Students at Collinsville High School gave more than 175 units of blood during a drive at the school last week, surpassing the goal of 152 units.
The Clinical Health Occupations classes and Health Occupations Students Association worked with the Mississippi Valley Regional Blood Center to promote and execute the drive, which will supply blood and blood products to area hospitals.
The Mississippi Valley’s Alissa Fuhrmann said in a statement released by the district that the students were eager to sign up.
“We really needed these units coming off of the summer and Labor Day Holiday when donations drop by 20 percent,” Fuhrmann said.
STEM contest could take students to Kennedy
Register now for the Conrad Challenge, a multi-phase contest for students aged 13 to 18 to use science, technology, engineering and math to develop solutions for global stability. There are four categories: Aerospace & Aviation, Energy & Environment, Cyber Technology & Security, and Health & Nutrition. The final contest — the Innovation Summit — will be held at Kennedy Space Center Visitor Complex in Florida. The entry round ends Dec. 1; go to www.conradchallenge.com for more information.
Catholic school goes to the Capitol
The seventh grade at Saints Peter and Paul Catholic School in Waterloo took a field trip to the state capitol on Sept. 22. They met with Illinois State Supreme Court Justice Lloyd A. Karmeier, who told them how the court works within the political process. They also toured the State Capitol.
The Sixth Annual Halloween 5K will be at 8 a.m. Saturday, Oct. 31, at Father McGivney Catholic High School’s new campus at 7190 Bourse Road in Glen Carbon. The annual fun run is put on by the Bob Emig Foundation, partnered with Father McGivney.
In addition to the run, there will be pumpkin painting, trick-or-treating and more, including food, drinks, music and a raffle. Register by Oct. 11 at www.mcgivneygriffins.com for $20 by Oct. 11 and $25 after that date; or call David Michael at 618-855-9010 or firstname.lastname@example.org.
Talented? Show it
Scholarships and other awards are up for grabs at the Sixth Annual St. Louis Teen Talent Competition, open to students throughout the greater metro area. The contest is open to all high school students who attend school within 50 miles of the St. Louis Arch. Acts can include up to six people. Previous years’ finalists have included singers and dancers as well as an aerialist, whistler, jugglers and baton twirlers. Register by Nov. 20 at www.foxpacf.org.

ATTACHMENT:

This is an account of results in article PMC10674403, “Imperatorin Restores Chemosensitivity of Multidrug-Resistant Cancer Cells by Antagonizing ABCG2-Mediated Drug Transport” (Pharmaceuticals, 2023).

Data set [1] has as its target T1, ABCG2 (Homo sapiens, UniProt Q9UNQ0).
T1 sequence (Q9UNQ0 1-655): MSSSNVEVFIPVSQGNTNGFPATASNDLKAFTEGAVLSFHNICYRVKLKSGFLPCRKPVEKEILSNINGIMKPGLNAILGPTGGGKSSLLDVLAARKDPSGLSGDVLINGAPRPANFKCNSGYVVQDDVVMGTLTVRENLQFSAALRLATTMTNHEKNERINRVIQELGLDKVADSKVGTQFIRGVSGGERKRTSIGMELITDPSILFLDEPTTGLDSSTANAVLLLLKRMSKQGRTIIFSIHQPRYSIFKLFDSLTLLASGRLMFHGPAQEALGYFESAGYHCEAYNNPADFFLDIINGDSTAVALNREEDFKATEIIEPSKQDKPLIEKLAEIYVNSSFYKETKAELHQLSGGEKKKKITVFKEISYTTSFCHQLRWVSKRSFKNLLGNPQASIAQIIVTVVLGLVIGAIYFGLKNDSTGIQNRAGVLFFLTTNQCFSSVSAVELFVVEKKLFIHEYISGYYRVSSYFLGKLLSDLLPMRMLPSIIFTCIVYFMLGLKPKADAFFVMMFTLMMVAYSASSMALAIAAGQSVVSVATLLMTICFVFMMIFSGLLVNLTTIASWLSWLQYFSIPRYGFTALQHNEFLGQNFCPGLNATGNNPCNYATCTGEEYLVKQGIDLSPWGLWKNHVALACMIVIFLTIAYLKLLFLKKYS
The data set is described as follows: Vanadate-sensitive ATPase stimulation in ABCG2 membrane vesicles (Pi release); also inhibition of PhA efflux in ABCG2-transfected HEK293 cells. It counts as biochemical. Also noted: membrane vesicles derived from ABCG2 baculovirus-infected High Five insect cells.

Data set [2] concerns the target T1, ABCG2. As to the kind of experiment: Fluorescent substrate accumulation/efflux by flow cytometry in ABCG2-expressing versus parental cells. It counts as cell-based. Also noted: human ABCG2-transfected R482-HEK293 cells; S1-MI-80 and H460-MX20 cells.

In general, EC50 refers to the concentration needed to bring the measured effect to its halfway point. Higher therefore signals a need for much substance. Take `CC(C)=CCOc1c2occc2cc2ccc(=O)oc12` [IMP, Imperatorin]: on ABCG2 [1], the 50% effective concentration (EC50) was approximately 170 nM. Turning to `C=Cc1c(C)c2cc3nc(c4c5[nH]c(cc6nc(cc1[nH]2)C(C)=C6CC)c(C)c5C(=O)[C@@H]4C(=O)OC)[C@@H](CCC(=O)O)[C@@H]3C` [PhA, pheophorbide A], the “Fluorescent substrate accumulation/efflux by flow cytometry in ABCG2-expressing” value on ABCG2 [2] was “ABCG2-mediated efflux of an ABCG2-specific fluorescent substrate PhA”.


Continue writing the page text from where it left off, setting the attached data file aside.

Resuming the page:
Go to PARRC Place
Confused about the statewide testing scores? The Illinois State Board of Education has a website, called PARCC Place, meant to help school districts and families find the resources and support they need to understand the Partnership for Assessment of Readiness for College and Careers exam.
“The PARCC exam scores are unlike any state assessment results we’ve seen in the past, and these toolkits can serve as a guide to help administrators and educators explain the test’s higher expectations and how they will support students’ learning,” said State Superintendent of Education Tony Smith.
The website uses frequently asked questions, talking points, fact sheets and more to outline what the results look like and what they mean for students and schools.
SEA grant goes to Illinois
Illinois is one of eight states that received a $42 million grant from the State Educational Agency. The five-year award will support increasing the number of high-quality public school options, including charter schools.
The SEA grant is part of the U.S. Department of Education’s Charter Schools Program, which provides funding for public charter schools through seven separate programs.
Friends of Scouting raise more than half a million
The Lewis & Clark Council Boy Scouts of America has raised $525,000 through the annual Friends of Scouting Campaign. The overall Council budget is $2.7 million.
Grant will help track student progress
A $7 million grant will help track students as they move from pre-kindergarten through college; with the expectation that the data will help decide where to invest time and resources to most effectively improve student performance. It’s part of the Statewide Longitudinal Data System, created in response to Public Act 96-0107, and it is a cooperative agreement with the U.S. Department of Education.
“The ability to collect and track data over the course of a child’s academic career and combine this information with data on teachers, school finances, higher education, employment, and so on is an incredibly valuable tool in our effort to provide each student a competitive and high-quality education,” said State Superintendent of Education Tony Smith.
Five areas will be the initial focus, ISBE says: early childhood, high school to college success, community college feedback, career pathways and college/career certificate completion.